/AI boom in data centers has top tech companies spending more than major oil companies on capex

AI boom in data centers has top tech companies spending more than major oil companies on capex


The race for new and upgraded data centers to handle the artificial-intelligence boom has the world’s top technology titans far outpacing major oil companies in capital expenditures, according to the Wells Fargo Investment Institute.

Alphabet Inc.
GOOG,
-2.81%

GOOGL,
-2.76%
,
Amazon.com Inc.
AMZN,
-0.36%
,
Meta Platforms Inc.
META,
-0.82%

and Microsoft Corp.
MSFT,
-0.14%

— the four largest cloud infrastructure companies by market capitalization — have begun shelling out significantly more on capital expenditures than their counterparts in the oil industry since the pandemic erupted in 2020.

Large cloud infrastructure companies have been spending more to upgrade or acquire new facilities than their counterparts in the oil industry since 2020.


FactSet and Wells Fargo Investment Institute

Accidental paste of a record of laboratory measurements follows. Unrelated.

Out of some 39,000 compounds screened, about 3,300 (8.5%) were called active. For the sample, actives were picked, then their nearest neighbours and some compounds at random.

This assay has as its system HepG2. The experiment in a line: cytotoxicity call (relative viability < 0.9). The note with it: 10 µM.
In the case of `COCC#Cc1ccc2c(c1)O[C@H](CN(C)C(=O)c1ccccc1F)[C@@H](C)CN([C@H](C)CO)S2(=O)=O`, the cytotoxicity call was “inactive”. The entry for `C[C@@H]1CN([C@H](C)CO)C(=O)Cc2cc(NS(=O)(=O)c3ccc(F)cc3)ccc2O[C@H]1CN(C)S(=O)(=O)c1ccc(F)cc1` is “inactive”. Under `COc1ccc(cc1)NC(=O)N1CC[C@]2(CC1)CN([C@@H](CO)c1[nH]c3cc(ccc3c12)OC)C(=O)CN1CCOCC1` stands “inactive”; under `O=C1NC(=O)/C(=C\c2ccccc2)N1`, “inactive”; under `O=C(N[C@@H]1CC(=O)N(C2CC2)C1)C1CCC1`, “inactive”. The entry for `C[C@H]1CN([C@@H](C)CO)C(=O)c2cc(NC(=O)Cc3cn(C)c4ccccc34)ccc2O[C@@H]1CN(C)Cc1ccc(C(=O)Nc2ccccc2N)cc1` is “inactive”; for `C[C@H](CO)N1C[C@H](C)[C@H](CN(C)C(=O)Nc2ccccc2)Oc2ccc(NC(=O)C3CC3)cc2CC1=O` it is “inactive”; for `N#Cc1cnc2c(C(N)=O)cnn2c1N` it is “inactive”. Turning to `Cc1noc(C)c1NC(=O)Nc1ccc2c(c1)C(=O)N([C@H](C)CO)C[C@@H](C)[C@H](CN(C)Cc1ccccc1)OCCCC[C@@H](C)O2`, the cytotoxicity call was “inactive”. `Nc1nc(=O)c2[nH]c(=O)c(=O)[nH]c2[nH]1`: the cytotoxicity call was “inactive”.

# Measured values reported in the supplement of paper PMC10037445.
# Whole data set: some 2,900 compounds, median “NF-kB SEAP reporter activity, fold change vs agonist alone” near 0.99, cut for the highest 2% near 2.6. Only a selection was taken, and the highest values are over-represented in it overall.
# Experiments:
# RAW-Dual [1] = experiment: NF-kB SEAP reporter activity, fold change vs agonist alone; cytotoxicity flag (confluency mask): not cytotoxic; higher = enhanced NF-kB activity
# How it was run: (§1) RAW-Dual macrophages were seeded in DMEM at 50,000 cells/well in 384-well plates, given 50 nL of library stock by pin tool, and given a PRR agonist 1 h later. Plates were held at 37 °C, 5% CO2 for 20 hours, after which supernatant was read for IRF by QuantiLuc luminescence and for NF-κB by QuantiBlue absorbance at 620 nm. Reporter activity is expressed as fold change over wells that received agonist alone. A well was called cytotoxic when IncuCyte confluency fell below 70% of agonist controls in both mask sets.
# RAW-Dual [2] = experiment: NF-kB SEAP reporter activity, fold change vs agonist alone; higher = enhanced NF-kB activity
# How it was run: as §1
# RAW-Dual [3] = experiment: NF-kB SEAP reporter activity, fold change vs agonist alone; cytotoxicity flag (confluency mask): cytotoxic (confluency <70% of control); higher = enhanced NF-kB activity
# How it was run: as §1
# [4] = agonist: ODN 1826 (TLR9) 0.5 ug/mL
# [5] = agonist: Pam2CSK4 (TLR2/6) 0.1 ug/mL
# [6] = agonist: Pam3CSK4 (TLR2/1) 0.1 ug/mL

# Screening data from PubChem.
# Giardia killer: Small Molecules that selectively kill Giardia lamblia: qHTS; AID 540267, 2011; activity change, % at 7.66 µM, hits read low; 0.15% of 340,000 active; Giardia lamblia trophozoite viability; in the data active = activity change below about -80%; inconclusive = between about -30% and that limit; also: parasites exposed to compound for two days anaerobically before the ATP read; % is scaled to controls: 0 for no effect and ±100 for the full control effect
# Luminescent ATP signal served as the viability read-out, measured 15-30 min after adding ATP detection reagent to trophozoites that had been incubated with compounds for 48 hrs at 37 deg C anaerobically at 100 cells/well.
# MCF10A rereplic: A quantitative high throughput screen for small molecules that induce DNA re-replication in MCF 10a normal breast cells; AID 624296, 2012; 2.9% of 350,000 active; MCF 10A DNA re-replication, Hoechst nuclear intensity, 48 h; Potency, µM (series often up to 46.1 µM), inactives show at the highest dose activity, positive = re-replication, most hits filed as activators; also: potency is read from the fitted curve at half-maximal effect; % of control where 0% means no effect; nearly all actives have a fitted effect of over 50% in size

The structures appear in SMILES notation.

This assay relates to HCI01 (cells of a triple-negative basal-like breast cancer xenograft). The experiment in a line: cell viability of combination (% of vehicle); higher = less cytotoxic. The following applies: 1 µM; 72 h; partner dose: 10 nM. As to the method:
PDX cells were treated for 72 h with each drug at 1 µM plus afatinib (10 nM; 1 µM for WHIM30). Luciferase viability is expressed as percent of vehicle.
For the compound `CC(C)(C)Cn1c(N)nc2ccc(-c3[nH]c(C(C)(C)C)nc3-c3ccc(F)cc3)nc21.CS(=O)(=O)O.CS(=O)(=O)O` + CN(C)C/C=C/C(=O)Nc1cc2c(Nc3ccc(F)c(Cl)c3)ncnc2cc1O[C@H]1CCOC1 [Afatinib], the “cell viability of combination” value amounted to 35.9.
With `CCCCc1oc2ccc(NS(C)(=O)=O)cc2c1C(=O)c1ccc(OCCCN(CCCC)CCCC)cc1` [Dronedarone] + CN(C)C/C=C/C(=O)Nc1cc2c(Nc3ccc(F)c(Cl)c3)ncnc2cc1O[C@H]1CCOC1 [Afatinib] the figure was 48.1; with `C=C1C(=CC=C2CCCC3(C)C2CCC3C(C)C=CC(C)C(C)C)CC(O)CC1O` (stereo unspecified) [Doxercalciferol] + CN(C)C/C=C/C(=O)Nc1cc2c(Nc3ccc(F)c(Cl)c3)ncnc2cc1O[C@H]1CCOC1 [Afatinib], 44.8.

The biggest “hyperscale” cloud companies reported about $140 billion in combined capital expenditures in 2023, while the four biggest global integrated oil companies by market capital — BP
BP,
+0.08%
,
Chevron Corp.
CVX,
-2.57%
,
Exxon Mobil Corp.
XOM,
-1.40%

and Shell PLC
SHEL,
-1.12%

— were closer to a combined $80 billion.

Crude oil prices
CL00,
-0.06%

BRN00,
+0.05%

shot up to past $100 in March 2022 in the wake of pandemic shocks and Russia’s war in Ukraine, before supply cuts by major oil producers pushed prices back down to $80 a barrel. When energy costs rise, oil companies historically have increased capital expenditures to bolster crude production.

However, Larry Pfeffer, an equity-sector analyst in the industrials at the Wells Fargo Investment Institute, expects spending by the top four hyperscale tech companies to reach almost $200 billion annually by 2025, a boom that will have “ripple effects.”

Data centers have been a niche part of commercial real estate for years, with needs growing in the wake of the COVID crisis and with the release in late 2022 of ChatGPT, especially for newer facilities that can handle the voracious demand for power needed by AI-focused clients.

Read: AI is fueling a gold rush in new data centers, the hottest buildings in real estate

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